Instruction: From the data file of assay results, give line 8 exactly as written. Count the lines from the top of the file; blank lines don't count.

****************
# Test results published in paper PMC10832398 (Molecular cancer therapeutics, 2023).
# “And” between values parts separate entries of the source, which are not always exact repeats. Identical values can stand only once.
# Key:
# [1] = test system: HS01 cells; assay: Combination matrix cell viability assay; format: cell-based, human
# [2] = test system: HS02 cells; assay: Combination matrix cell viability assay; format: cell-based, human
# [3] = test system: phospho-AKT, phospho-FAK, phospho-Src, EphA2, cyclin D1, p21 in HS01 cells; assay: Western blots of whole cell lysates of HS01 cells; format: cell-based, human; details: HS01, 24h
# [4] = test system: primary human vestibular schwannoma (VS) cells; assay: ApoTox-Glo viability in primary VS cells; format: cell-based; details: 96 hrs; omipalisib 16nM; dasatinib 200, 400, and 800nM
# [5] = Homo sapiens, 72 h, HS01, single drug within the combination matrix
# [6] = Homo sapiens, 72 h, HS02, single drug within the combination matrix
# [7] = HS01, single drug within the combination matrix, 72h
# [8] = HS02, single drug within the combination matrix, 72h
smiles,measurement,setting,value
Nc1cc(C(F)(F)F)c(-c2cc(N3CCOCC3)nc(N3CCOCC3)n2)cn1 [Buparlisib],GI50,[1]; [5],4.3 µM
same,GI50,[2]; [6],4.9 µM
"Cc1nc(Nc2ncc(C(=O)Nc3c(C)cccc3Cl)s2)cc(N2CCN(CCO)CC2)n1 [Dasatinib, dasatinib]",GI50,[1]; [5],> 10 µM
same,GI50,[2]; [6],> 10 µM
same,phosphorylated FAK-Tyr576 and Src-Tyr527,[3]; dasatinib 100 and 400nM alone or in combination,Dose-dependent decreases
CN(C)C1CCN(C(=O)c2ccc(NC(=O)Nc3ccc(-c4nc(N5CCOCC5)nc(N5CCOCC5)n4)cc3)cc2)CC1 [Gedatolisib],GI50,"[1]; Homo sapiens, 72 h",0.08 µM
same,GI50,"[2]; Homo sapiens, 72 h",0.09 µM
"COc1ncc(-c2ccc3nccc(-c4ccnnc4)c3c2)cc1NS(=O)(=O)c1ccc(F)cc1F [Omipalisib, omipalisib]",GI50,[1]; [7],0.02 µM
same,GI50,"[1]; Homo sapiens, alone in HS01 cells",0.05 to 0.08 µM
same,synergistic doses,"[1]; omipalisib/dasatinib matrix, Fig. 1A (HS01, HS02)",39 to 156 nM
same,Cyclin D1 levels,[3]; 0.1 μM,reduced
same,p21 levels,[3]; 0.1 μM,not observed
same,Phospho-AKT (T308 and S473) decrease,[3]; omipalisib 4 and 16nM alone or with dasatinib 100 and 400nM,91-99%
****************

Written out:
# [5] = Homo sapiens, 72 h, HS01, single drug within the combination matrix